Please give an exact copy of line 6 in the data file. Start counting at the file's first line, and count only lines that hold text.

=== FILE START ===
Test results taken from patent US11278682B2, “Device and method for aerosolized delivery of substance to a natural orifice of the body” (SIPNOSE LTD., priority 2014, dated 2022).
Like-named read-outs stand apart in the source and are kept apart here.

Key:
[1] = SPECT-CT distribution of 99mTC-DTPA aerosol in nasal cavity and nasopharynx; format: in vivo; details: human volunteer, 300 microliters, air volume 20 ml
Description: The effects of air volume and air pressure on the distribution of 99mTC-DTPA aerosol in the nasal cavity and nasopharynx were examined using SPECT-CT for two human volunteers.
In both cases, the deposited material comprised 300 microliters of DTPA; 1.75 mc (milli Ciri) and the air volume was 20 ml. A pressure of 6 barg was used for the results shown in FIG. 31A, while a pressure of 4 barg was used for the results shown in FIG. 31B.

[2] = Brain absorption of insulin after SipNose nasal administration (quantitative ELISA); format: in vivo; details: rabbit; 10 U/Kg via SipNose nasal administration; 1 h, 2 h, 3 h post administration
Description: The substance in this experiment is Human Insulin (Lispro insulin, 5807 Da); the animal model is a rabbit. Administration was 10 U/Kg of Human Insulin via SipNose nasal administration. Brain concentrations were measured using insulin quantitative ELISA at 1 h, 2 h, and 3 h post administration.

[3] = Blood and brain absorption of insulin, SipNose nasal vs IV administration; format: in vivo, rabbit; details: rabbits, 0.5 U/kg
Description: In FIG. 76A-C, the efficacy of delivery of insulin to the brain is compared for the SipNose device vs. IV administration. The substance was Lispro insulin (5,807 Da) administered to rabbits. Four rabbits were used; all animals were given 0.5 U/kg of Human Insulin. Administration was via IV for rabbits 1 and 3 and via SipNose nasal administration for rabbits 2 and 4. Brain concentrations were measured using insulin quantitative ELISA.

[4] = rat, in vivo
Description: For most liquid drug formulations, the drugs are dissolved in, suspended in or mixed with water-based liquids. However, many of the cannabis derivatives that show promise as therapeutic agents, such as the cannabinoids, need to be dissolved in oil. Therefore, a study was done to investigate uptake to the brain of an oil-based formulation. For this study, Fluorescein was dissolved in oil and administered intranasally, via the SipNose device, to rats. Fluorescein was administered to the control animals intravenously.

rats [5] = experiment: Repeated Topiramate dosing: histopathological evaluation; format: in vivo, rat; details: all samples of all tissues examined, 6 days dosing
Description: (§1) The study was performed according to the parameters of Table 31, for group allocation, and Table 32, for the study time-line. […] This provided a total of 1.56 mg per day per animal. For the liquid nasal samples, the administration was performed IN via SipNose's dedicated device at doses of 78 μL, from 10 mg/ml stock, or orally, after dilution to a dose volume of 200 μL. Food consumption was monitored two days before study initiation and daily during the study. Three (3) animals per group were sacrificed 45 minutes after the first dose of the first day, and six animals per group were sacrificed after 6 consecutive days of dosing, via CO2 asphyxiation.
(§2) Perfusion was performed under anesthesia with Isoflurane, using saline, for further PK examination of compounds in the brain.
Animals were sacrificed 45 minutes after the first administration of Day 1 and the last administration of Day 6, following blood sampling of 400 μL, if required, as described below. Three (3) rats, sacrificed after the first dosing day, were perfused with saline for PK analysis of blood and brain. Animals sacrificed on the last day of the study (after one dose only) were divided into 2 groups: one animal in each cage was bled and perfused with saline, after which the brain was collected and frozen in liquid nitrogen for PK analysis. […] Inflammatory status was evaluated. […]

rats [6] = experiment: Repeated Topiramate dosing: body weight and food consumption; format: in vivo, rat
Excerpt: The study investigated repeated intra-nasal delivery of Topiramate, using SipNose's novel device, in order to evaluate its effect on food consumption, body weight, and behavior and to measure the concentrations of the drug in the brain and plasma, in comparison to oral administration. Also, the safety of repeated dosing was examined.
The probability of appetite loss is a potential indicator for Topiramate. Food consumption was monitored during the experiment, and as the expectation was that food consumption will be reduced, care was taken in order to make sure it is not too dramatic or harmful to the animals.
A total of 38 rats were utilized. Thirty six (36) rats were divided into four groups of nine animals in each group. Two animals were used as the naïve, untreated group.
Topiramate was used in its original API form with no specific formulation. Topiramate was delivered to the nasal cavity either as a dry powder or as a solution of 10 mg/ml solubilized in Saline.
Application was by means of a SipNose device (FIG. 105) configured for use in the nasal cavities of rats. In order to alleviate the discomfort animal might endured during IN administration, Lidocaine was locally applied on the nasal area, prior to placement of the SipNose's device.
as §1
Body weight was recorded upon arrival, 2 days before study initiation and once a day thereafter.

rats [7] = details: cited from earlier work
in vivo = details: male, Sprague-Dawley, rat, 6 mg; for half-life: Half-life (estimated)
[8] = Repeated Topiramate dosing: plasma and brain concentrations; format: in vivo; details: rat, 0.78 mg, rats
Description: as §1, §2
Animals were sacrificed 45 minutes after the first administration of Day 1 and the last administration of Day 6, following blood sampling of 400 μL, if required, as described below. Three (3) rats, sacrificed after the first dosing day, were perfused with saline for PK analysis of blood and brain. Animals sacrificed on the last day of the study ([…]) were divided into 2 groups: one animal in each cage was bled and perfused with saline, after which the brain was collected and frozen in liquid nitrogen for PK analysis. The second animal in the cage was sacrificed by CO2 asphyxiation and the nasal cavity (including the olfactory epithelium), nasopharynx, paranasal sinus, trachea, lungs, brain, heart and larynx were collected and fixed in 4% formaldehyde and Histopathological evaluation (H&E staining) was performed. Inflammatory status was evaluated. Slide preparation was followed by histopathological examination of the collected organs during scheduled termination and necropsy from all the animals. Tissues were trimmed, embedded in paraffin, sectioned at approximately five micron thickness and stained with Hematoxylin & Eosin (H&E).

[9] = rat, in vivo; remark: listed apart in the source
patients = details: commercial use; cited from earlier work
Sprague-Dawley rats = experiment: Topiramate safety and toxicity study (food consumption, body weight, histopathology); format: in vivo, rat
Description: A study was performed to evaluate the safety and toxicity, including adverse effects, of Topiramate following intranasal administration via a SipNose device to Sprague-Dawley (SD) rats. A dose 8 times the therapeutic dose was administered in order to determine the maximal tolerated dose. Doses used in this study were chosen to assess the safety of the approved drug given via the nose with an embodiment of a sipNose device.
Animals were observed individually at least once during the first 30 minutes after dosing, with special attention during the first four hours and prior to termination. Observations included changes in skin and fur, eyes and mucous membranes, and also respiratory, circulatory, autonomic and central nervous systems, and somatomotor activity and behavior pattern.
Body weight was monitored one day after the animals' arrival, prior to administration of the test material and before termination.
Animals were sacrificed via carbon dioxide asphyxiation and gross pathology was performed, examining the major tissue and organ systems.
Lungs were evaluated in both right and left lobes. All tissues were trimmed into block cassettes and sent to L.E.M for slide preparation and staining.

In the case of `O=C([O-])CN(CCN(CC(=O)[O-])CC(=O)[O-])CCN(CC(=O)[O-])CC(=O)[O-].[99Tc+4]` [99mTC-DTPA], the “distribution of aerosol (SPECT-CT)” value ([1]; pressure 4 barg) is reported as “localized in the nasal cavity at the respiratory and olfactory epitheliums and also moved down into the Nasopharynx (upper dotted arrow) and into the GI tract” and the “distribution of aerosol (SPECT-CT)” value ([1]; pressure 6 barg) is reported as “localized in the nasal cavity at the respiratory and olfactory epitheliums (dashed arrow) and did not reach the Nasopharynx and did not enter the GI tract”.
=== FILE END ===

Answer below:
In both cases, the deposited material comprised 300 microliters of DTPA; 1.75 mc (milli Ciri) and the air volume was 20 ml. A pressure of 6 barg was used for the results shown in FIG. 31A, while a pressure of 4 barg was used for the results shown in FIG. 31B.